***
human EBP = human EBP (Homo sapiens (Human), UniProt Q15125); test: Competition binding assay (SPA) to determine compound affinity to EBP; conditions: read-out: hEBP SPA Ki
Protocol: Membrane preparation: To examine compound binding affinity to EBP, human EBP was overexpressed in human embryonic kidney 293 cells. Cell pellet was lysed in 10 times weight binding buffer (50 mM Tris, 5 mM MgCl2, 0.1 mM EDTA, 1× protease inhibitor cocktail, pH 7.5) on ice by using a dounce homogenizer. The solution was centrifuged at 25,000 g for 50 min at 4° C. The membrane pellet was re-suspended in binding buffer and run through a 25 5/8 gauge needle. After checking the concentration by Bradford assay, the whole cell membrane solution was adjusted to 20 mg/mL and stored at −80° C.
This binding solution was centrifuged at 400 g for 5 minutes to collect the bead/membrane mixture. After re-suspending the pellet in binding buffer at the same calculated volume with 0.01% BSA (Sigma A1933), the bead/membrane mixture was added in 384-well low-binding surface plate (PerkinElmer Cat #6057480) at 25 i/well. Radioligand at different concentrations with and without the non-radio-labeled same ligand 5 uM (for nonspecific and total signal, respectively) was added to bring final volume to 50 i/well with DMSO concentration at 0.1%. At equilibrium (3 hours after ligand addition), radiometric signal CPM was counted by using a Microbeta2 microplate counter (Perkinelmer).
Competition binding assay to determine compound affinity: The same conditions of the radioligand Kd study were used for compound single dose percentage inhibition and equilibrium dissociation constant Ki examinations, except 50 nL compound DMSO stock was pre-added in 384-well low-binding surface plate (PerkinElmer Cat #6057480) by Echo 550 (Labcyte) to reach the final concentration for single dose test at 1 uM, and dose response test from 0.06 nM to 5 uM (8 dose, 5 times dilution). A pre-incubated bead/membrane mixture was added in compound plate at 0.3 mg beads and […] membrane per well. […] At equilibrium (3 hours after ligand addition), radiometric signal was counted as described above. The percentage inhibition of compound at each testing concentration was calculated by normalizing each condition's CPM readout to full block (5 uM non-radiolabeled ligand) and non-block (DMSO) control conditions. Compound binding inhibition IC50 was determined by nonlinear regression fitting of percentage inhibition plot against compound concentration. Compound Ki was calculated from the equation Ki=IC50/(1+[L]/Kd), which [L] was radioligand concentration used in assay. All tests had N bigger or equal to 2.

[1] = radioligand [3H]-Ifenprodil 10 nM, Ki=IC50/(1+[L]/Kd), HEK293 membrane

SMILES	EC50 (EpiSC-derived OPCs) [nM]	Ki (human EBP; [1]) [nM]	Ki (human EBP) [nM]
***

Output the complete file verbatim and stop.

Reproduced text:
human EBP = human EBP (Homo sapiens (Human), UniProt Q15125); test: Competition binding assay (SPA) to determine compound affinity to EBP; conditions: read-out: hEBP SPA Ki
Protocol: Membrane preparation: To examine compound binding affinity to EBP, human EBP was overexpressed in human embryonic kidney 293 cells. Cell pellet was lysed in 10 times weight binding buffer (50 mM Tris, 5 mM MgCl2, 0.1 mM EDTA, 1× protease inhibitor cocktail, pH 7.5) on ice by using a dounce homogenizer. The solution was centrifuged at 25,000 g for 50 min at 4° C. The membrane pellet was re-suspended in binding buffer and run through a 25 5/8 gauge needle. After checking the concentration by Bradford assay, the whole cell membrane solution was adjusted to 20 mg/mL and stored at −80° C.
This binding solution was centrifuged at 400 g for 5 minutes to collect the bead/membrane mixture. After re-suspending the pellet in binding buffer at the same calculated volume with 0.01% BSA (Sigma A1933), the bead/membrane mixture was added in 384-well low-binding surface plate (PerkinElmer Cat #6057480) at 25 i/well. Radioligand at different concentrations with and without the non-radio-labeled same ligand 5 uM (for nonspecific and total signal, respectively) was added to bring final volume to 50 i/well with DMSO concentration at 0.1%. At equilibrium (3 hours after ligand addition), radiometric signal CPM was counted by using a Microbeta2 microplate counter (Perkinelmer).
Competition binding assay to determine compound affinity: The same conditions of the radioligand Kd study were used for compound single dose percentage inhibition and equilibrium dissociation constant Ki examinations, except 50 nL compound DMSO stock was pre-added in 384-well low-binding surface plate (PerkinElmer Cat #6057480) by Echo 550 (Labcyte) to reach the final concentration for single dose test at 1 uM, and dose response test from 0.06 nM to 5 uM (8 dose, 5 times dilution). A pre-incubated bead/membrane mixture was added in compound plate at 0.3 mg beads and […] membrane per well. […] At equilibrium (3 hours after ligand addition), radiometric signal was counted as described above. The percentage inhibition of compound at each testing concentration was calculated by normalizing each condition's CPM readout to full block (5 uM non-radiolabeled ligand) and non-block (DMSO) control conditions. Compound binding inhibition IC50 was determined by nonlinear regression fitting of percentage inhibition plot against compound concentration. Compound Ki was calculated from the equation Ki=IC50/(1+[L]/Kd), which [L] was radioligand concentration used in assay. All tests had N bigger or equal to 2.

[1] = radioligand [3H]-Ifenprodil 10 nM, Ki=IC50/(1+[L]/Kd), HEK293 membrane

SMILES	EC50 (EpiSC-derived OPCs) [nM]	Ki (human EBP; [1]) [nM]	Ki (human EBP) [nM]